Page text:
• Grace
    • Charis in Greek. Someone has written that the word grace is probably the greatest word in the Scriptures
    • Grace means God is working in you, giving you the DESIRE and the POWER to do what pleases Him
    • Grace in simple terms is God's unmerited favor and supernatural enablement and empowerment for salvation and for daily sanctification.
  • Justification
    • At the moment of belief God "delivered us from the domain of darkness, and transferred us to the kingdom of His beloved Son" (Col 1:12, 13-notes) and justified us, declaring us righteous. At that moment we were cleansed of guilt, forgiven of sin and the penalty of eternal death, born again, clothed in Christ's righteousness, freed from condemnation, eternally safe in Christ independent of whether we "feel" like we possess these divine benefits or not!
  • Mercy
    • Mercy (1656) (eleos) is “the self-moved, spontaneous loving kindness of God which causes Him to deal in compassion and tender affection with the miserable and distressed.”
    • Eleos is kindness or concern shown for someone in serious need. Mercy implies compassion that forbears punishing even when justice demands compassion or forbearance shown esp to an offender or to one subject to one’s power.|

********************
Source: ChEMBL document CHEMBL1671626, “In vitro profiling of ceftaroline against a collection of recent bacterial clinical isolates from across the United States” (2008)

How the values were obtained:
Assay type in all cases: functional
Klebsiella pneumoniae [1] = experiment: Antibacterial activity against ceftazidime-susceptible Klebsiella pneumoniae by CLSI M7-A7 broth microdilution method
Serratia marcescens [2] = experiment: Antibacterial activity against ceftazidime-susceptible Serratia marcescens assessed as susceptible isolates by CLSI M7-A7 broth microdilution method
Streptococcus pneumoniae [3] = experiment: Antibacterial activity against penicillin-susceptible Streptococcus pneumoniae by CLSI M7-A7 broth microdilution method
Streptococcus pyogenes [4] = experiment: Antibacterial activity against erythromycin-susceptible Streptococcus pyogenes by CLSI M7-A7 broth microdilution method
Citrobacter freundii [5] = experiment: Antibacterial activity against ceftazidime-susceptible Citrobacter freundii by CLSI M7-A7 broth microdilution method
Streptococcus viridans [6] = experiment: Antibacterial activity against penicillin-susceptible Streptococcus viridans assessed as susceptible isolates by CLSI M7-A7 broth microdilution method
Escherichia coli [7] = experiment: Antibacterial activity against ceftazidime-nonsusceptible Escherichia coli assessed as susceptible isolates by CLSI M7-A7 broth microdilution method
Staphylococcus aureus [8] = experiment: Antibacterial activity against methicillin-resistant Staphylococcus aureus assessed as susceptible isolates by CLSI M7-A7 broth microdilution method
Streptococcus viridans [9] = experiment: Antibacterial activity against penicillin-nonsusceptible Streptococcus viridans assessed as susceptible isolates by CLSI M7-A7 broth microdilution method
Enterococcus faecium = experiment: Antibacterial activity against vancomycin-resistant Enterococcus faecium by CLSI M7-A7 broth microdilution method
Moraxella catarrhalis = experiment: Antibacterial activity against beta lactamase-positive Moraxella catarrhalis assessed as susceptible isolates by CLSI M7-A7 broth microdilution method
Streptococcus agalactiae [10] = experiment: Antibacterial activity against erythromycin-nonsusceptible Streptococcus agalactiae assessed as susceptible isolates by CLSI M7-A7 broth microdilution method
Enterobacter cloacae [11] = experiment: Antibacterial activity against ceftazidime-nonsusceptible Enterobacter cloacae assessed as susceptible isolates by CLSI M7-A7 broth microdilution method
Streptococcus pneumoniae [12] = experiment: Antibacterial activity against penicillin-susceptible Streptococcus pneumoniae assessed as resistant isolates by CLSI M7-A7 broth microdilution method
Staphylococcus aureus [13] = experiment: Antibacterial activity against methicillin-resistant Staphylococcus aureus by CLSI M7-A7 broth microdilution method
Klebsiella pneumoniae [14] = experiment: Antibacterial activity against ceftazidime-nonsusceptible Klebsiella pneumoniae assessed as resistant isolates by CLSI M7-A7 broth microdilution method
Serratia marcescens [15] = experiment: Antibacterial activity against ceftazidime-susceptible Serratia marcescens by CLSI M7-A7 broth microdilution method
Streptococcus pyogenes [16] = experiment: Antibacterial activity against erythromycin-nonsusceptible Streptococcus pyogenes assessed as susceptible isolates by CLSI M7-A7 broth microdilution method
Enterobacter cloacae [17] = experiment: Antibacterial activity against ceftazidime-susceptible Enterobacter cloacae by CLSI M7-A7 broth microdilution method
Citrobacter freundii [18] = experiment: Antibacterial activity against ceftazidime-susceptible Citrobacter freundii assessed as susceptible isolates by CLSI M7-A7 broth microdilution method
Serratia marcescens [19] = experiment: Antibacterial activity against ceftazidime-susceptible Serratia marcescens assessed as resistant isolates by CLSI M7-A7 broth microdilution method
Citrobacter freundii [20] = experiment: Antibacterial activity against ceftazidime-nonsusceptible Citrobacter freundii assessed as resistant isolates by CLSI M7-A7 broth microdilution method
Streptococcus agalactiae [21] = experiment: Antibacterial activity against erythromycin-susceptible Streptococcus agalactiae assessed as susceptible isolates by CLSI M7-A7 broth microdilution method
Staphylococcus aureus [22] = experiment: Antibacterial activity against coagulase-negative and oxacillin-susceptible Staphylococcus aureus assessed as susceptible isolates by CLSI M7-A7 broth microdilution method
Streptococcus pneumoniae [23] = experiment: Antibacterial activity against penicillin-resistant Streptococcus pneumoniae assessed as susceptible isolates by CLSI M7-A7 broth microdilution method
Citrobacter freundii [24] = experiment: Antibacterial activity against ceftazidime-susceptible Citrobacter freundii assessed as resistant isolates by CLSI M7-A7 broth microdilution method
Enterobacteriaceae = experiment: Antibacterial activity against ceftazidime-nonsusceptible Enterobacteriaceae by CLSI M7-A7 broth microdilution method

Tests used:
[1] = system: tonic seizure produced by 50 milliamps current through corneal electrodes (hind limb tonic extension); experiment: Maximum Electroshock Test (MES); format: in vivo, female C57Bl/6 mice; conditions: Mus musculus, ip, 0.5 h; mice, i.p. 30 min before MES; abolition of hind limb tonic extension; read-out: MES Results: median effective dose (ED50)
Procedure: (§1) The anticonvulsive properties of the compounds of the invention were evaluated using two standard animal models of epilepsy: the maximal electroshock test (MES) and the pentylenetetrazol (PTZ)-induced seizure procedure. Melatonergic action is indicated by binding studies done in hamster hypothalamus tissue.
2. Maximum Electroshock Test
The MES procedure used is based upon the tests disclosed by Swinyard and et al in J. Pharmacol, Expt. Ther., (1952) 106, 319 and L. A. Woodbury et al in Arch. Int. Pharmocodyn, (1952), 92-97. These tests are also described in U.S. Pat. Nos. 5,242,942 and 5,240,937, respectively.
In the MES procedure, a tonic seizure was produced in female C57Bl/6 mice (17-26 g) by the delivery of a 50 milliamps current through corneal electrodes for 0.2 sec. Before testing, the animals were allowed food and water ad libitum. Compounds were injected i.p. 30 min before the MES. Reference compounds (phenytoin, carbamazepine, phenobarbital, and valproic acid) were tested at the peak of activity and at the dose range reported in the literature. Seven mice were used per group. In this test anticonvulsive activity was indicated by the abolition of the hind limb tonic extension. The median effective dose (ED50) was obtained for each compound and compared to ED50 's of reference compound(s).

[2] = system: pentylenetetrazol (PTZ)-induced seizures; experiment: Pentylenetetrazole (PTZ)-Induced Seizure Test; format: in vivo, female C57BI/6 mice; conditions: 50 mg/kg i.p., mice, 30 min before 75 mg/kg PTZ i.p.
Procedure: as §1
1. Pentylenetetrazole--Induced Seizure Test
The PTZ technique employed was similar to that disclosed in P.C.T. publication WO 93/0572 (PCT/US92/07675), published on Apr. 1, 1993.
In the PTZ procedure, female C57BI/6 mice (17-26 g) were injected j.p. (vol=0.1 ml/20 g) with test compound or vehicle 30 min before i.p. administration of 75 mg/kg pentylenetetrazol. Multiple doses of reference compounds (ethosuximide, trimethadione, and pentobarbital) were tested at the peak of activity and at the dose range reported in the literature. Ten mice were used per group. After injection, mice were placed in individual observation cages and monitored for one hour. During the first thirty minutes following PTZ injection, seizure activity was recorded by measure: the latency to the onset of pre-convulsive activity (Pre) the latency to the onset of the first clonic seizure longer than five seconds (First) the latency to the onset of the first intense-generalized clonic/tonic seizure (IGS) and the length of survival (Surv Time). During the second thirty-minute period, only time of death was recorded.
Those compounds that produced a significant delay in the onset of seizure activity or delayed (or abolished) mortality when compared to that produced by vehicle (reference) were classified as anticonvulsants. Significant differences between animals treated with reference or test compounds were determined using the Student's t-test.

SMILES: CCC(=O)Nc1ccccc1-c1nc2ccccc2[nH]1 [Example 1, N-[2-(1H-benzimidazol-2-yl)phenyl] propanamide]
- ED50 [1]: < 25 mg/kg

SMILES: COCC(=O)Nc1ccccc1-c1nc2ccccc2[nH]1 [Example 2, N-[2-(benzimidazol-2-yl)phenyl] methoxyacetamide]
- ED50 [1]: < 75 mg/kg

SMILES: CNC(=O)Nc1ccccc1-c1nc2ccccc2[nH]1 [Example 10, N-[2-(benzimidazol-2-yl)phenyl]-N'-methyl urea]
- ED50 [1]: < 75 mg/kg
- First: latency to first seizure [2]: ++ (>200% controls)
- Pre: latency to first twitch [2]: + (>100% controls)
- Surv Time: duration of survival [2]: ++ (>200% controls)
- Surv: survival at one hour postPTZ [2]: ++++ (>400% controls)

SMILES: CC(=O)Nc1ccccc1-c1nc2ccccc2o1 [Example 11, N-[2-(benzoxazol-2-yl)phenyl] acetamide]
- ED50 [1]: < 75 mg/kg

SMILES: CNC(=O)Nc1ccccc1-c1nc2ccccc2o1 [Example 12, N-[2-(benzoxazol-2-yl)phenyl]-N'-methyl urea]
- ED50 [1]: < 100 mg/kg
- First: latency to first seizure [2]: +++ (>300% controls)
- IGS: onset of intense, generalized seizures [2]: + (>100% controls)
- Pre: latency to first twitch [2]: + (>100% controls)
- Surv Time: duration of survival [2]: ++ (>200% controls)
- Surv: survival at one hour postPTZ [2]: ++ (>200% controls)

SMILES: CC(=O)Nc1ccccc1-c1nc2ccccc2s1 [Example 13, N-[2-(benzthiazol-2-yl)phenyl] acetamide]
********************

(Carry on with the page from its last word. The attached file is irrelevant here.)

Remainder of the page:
• Mercy is the application of grace and reminds us that redemptive freedom rescued us from the pathetic condition of our sinfulness.
  • Redeem
    • (3084) (lutroo from lutron/lytron = ransom in turn from luo = loose, release, unbind) in simplest terms means to release someone held captive (prisoner, slave) on receipt of a ransom payment (the "ransom" being the technical term for money paid to buy back a prisoner of war) with the implied analogy of freeing a slave set free (liberate, liberation, deliverance).
    • The Roman Empire had by some estimates as many 6 million slaves and the buying and selling of slaves was a major business. If a person wanted to free a loved one or friend who was a slave, they would buy (pay the redemption price = lutroo) the slave for themselves and then grant the slave his or her freedom, testifying to the slave's new state of liberation or deliverance with a written certificate.
    • Enslavement to sin is bondage, whereas enslavement to God is freedom. True freedom means having the ability to yield your will to His good and perfect will and thereby become all He created you to be, set free from sin and free to live an abundant, "victorious" life pleasing to God empowered by His Spirit.